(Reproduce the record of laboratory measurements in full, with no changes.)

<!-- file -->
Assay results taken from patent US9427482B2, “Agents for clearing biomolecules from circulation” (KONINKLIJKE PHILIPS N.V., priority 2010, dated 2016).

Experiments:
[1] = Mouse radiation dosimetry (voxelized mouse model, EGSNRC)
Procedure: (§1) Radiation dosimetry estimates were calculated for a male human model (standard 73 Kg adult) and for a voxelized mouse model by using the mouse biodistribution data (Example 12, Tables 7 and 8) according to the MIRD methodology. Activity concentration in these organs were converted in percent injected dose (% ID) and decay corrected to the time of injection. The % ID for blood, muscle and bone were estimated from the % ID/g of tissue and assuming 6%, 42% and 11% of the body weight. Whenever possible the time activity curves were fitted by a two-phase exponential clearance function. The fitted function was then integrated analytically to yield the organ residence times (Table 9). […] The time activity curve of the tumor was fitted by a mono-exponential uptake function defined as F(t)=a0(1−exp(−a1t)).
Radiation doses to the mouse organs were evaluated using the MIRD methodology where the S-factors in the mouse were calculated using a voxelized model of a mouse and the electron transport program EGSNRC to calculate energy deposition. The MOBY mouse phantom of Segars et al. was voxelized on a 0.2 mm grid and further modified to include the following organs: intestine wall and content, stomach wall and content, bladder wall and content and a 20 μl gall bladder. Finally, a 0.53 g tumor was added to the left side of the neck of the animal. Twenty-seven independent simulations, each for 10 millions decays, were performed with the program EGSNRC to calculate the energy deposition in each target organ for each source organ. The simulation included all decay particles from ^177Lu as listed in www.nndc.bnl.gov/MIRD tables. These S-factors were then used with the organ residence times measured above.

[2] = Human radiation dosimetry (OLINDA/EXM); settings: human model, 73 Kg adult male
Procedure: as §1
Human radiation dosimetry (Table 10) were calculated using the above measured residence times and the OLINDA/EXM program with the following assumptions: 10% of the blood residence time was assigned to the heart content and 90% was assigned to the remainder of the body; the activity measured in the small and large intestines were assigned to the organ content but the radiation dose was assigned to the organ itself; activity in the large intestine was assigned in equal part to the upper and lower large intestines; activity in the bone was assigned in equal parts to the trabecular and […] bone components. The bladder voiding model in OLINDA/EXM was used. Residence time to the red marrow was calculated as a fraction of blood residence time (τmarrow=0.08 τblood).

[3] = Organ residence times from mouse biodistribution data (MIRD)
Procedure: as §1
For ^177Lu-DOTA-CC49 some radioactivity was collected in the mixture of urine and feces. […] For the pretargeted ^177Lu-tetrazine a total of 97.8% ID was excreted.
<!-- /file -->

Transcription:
Assay results taken from patent US9427482B2, “Agents for clearing biomolecules from circulation” (KONINKLIJKE PHILIPS N.V., priority 2010, dated 2016).

Experiments:
[1] = Mouse radiation dosimetry (voxelized mouse model, EGSNRC)
Procedure: (§1) Radiation dosimetry estimates were calculated for a male human model (standard 73 Kg adult) and for a voxelized mouse model by using the mouse biodistribution data (Example 12, Tables 7 and 8) according to the MIRD methodology. Activity concentration in these organs were converted in percent injected dose (% ID) and decay corrected to the time of injection. The % ID for blood, muscle and bone were estimated from the % ID/g of tissue and assuming 6%, 42% and 11% of the body weight. Whenever possible the time activity curves were fitted by a two-phase exponential clearance function. The fitted function was then integrated analytically to yield the organ residence times (Table 9). […] The time activity curve of the tumor was fitted by a mono-exponential uptake function defined as F(t)=a0(1−exp(−a1t)).
Radiation doses to the mouse organs were evaluated using the MIRD methodology where the S-factors in the mouse were calculated using a voxelized model of a mouse and the electron transport program EGSNRC to calculate energy deposition. The MOBY mouse phantom of Segars et al. was voxelized on a 0.2 mm grid and further modified to include the following organs: intestine wall and content, stomach wall and content, bladder wall and content and a 20 μl gall bladder. Finally, a 0.53 g tumor was added to the left side of the neck of the animal. Twenty-seven independent simulations, each for 10 millions decays, were performed with the program EGSNRC to calculate the energy deposition in each target organ for each source organ. The simulation included all decay particles from ^177Lu as listed in www.nndc.bnl.gov/MIRD tables. These S-factors were then used with the organ residence times measured above.

[2] = Human radiation dosimetry (OLINDA/EXM); settings: human model, 73 Kg adult male
Procedure: as §1
Human radiation dosimetry (Table 10) were calculated using the above measured residence times and the OLINDA/EXM program with the following assumptions: 10% of the blood residence time was assigned to the heart content and 90% was assigned to the remainder of the body; the activity measured in the small and large intestines were assigned to the organ content but the radiation dose was assigned to the organ itself; activity in the large intestine was assigned in equal part to the upper and lower large intestines; activity in the bone was assigned in equal parts to the trabecular and […] bone components. The bladder voiding model in OLINDA/EXM was used. Residence time to the red marrow was calculated as a fraction of blood residence time (τmarrow=0.08 τblood).

[3] = Organ residence times from mouse biodistribution data (MIRD)
Procedure: as §1
For ^177Lu-DOTA-CC49 some radioactivity was collected in the mixture of urine and feces. […] For the pretargeted ^177Lu-tetrazine a total of 97.8% ID was excreted.